Iran, through Hezbollah, has invited itself into Lebanon’s negotiations with Israel over offshore gas fields.
Few observers expect a new Lebanese government soon, but the prime minister-designate remains hopeful ... publicly.
The country’s armed forces are removing restrictions on female participation in operations, but obstacles remain.
For his misfortune, Tunisia’s president finds himself on the opposite side of the powerful Tunisian General Labor Union.
Watching the Ukraine conflict, Middle Eastern leaders see the Russian president has approached matters in the same way as they would.
Turkey has unfinished business when it comes to fighting Kurdish forces south of its border.
There is no consensus on Lebanon’s next president, and the country is likely to soon enter a long period of stalemate.
Electoral victories by several anti-establishment candidates have revived flagging hopes that thoroughgoing reform is possible.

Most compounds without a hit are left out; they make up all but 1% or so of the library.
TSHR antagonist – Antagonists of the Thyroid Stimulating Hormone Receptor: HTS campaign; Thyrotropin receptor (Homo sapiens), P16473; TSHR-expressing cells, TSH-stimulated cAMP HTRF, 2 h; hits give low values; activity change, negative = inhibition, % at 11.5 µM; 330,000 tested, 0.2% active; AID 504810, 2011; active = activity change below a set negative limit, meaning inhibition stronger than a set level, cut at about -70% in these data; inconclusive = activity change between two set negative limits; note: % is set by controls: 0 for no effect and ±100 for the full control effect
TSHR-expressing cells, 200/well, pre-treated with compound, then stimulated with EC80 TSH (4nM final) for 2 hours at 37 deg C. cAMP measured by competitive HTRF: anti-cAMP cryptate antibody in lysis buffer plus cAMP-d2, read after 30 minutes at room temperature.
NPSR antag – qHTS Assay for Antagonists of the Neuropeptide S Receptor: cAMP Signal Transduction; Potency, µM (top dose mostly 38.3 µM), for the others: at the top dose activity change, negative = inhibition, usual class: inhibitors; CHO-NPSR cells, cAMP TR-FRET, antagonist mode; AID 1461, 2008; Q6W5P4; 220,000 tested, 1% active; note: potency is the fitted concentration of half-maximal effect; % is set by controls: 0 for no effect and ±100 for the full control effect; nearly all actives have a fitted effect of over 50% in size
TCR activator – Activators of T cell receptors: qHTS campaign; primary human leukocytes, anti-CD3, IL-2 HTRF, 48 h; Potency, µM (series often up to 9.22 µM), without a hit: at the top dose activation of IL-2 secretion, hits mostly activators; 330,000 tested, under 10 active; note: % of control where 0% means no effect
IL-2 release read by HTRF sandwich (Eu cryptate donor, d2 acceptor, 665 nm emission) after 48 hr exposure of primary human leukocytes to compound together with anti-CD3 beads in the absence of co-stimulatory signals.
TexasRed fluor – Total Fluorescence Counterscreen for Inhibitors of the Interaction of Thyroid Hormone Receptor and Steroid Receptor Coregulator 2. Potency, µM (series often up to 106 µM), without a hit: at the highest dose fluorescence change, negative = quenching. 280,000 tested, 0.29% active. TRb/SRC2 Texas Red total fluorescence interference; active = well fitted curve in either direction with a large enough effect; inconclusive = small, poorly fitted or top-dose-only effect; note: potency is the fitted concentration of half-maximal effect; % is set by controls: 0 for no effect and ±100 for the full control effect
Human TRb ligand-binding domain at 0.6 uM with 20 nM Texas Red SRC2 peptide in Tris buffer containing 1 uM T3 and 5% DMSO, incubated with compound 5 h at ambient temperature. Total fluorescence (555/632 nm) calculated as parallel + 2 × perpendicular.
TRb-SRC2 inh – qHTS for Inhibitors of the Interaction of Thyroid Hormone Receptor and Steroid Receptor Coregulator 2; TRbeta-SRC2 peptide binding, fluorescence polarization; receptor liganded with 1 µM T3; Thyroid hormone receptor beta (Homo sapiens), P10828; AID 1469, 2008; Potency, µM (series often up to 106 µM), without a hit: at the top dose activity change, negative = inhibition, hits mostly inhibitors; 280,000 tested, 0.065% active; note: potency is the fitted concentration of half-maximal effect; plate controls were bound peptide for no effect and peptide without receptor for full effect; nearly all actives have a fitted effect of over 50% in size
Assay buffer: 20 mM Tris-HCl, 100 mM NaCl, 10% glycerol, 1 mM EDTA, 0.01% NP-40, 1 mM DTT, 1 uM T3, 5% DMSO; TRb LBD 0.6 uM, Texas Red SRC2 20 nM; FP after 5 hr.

In an interview, Armenak Tokmajyan looks at the complexities characterizing Syria’s border with Turkey.
A posthumously published memoir by Fouad Ajami shows that the author never truly broke with Lebanon.
The Lebanese Armed Forces and its leadership have taken a conscious decision to give women much more important roles.
In an interview, Harith Hasan discusses how environmental degradation has affected sociopolitical stability in southern Iraq.
Hamas, with Hezbollah’s help, is building up a military presence in Lebanon, whose ultimate consequences could be devastating.
Renewed Saudi political activity in Lebanon may signal the emergence of an alignment that aims to preserve ties with the Arab states.
In an interview, Iyad El-Baghdadi examines the tension between the United States and two leading Gulf states, and what this means.